(1903-1984)

AstroDatabank notes that John H. Nelson was not an astrologer though his work was of great interest to the astrological community. He was an American radio propagation analyst working for RCA who made significant discoveries about heliocentric aspects between the planets and their impact on the quality of radio communications. The photograph below is of Nelson in his rooftop observatory in New York City.





Susan Manuel writes in HelioGram, the newsletter of the NCGR Helio SIG in May, 1992, p.5:

"While working for RCA Communications, John Henry Nelson became a heliocentric pioneer. Nelson discovered the correspondence between certain heliocentric aspects and the quality of shortwave radio communications. Mr. Nelson's methods, the specific aspects he used in his forecasts as well as the system he developed to evaluate the effect of various aspects on radio propagation quality (ak.a. radio weather) can guide today's heliocentric astrologers toward developing more precise methods of studying heliocentric aspects and determining their association with things other than radio weather.

"Nelson had to make four forecasts every day--120 a month--for RCA. Once he discovered the importance of heliocentric aspects, his rate of accuracy for a given month often reached 90 percent or better. Although he found some correlation between geocentric planetary aspects and radio weather, it was the heliocentric aspects that allowed him to make such consistently accurate predictions of radio weather.

"In determining which aspects were most important, he found two small angles and their multiples to be significant: 7.5 and 18 degrees. All of the primary aspects used by astrologers are multiples of one or both of these two numbers, as you can see from these lists: Multiplies of 7.5 degrees include 15, 22.5, 30, 37.5, 45, 52.5. 60, 67.5, 75, 82.5. 90 . . . 120. . . 150 . - . 180, etc., up to 360 degrees. Multiples of 18 include 36, 54, 72, 90, 108, 126, 144, 162 . . . 180, etc., up to 360 degrees.

"Nelson found the strongest aspects to be those long familiar to astrologers--the conjunction, opposition, trine and square, derived from dividing 360 degrees by 1, 2. 3, and 4. Of almost equal strength, and of a generally benign nature, were the sextile, semisextile and inconjunct. He found that other multiples of 7.5 and 18 degrees could offer support and confirmation for the major. aspects, but alone could not predict either good or poor radio weather.

"In 1967 Nelson discovered the 11.25 degree series of some value, but found it provided only a minor improvement in the accuracy of his forecasts. He used very tight orbs when considering the aspects of the primary and secondary harmonics--just a tenth of a degree. This would, of course, be necessary when working with so many aspects and when making predictions for four 6-hour time periods every day.

"His basic interpretation of the primary aspects coincides with what we know of them, Nelson found the trine to be associated with the best radio weather--a quiet, undisturbed atmosphere which meant good clear signals. The positive effect of the trine was so strong that it would often nullify a combination of negative hard aspects. Nelson did not distinguish between waxing and waning aspects. A waxing trine or square was given the same weight as a waning trine or square.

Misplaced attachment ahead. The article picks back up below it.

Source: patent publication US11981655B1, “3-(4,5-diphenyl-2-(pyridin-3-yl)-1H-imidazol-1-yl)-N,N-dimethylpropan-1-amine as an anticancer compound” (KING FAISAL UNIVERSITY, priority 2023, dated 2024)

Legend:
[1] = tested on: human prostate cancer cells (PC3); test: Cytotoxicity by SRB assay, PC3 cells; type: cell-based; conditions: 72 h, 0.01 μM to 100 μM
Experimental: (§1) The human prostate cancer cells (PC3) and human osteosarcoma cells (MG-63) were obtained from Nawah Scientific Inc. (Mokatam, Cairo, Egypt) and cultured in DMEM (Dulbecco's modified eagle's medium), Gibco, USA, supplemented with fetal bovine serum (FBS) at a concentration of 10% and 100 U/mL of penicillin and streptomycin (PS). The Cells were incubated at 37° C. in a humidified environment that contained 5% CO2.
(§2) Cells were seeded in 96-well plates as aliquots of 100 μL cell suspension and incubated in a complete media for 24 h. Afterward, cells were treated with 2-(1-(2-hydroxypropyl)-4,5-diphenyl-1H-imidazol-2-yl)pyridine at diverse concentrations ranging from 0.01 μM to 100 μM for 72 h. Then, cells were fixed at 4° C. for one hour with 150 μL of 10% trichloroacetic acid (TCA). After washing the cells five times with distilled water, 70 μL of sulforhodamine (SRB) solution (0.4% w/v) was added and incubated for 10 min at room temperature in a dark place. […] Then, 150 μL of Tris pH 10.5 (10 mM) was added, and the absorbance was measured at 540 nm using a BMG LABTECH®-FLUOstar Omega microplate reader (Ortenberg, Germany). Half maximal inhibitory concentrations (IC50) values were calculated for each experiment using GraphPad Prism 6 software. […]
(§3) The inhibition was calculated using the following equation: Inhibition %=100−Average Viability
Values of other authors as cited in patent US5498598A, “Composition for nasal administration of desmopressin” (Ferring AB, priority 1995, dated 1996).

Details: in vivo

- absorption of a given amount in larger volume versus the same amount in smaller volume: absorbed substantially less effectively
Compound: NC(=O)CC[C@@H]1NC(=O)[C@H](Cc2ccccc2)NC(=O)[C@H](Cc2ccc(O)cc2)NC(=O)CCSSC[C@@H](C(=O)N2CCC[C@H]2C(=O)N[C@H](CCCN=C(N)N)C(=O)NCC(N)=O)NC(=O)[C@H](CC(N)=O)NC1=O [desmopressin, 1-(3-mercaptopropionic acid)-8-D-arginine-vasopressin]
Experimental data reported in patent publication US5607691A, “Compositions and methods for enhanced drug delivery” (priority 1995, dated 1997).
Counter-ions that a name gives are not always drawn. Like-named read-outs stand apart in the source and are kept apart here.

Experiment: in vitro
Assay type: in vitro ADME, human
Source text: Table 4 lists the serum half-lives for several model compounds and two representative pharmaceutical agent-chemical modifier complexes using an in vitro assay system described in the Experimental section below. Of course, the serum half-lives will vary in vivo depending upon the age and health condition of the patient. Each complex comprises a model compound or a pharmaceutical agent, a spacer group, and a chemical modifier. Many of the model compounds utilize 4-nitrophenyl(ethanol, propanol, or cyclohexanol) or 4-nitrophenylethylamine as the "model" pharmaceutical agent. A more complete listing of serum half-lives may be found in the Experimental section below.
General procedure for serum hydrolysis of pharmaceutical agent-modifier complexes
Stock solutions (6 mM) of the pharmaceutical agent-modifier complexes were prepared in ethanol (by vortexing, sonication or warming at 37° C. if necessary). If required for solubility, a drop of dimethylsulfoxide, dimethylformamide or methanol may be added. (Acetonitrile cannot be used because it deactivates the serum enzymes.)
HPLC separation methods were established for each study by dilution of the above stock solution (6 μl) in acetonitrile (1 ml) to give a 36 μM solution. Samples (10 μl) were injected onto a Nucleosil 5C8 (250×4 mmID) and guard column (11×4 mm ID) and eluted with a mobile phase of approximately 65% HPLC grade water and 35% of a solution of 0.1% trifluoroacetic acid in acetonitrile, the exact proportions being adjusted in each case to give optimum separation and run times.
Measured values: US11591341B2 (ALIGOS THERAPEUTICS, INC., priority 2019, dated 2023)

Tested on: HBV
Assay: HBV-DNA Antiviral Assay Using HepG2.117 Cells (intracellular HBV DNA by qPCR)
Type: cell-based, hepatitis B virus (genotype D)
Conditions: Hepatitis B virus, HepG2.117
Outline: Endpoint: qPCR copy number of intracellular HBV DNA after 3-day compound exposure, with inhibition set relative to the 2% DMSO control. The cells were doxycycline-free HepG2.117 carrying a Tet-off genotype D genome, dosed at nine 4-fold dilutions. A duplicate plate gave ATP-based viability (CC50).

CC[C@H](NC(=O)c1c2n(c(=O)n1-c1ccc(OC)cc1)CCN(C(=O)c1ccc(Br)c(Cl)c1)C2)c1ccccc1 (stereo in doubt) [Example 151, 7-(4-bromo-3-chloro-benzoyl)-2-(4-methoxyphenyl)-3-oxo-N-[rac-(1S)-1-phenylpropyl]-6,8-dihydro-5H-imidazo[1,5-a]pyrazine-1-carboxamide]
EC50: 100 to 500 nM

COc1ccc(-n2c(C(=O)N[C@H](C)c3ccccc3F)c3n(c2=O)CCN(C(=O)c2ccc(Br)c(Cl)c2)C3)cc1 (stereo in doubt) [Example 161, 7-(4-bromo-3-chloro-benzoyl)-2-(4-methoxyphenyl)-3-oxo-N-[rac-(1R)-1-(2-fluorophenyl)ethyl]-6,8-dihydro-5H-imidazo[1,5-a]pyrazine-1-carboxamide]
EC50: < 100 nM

"He also found that good radio signals without any disturbance could occur on days when the only helio aspects within close orb were a semisextile or quincunx. If no hard aspect were in orb that day to interfere with the quiet weather, these aspects were as favorable as the trine.

"In keeping with traditional astrological lore, Nelson found that the hard aspects were bad for radio weather. It is important to note that it made no difference to his forecast whether two planets formed a conjunction, square or opposition. All three aspects were found to have a disturbing effect on shortwave radio communications. However, he found poor radio signals were associated with two, three or four hard aspects within orb on a given day, and even then a trine might negate the impact of the hard aspects or delay their negative effect until the trine was no longer in close orb."



Bill Meridian wrote in June, 2000, for this memorial:

"John frequently spoke to us in NYC at the Society for the Investigation of Recurring Events. He was very straightforward and down-to-earth about his work. With his telescope in his NJ driveway, he could predict magnetic storms with greater accuracy then could the US government.

"When asked by a listener, 'Why does this work?', he replied, 'I don't know. When you go to the pearly gates, you can ask the grand high muckety-muck.....and he probably don't know either.'



BIRTH AND DEATH DATA: AstroDatabank gives the following, rated A, from his memory and recorded in the APA file. He ws born December 10, 1903, at 5:30 AM EST in Gloucester, MA. He died on May 23, 1984, at 10:00 M in Whiting, NJ.



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CREDITS: Biographical information for this memorial came from AstroDatabank and Heliogram. The animation used as a background comes from Eye Candy. And yes, we know, it IS a bit much, but we are a Uranian lot and can't just use pretty backgrounds all the time. The photo was in the AFA Bulletin for July 10, 1983. This memorial was created by Donna Cunningham. Blame it on her.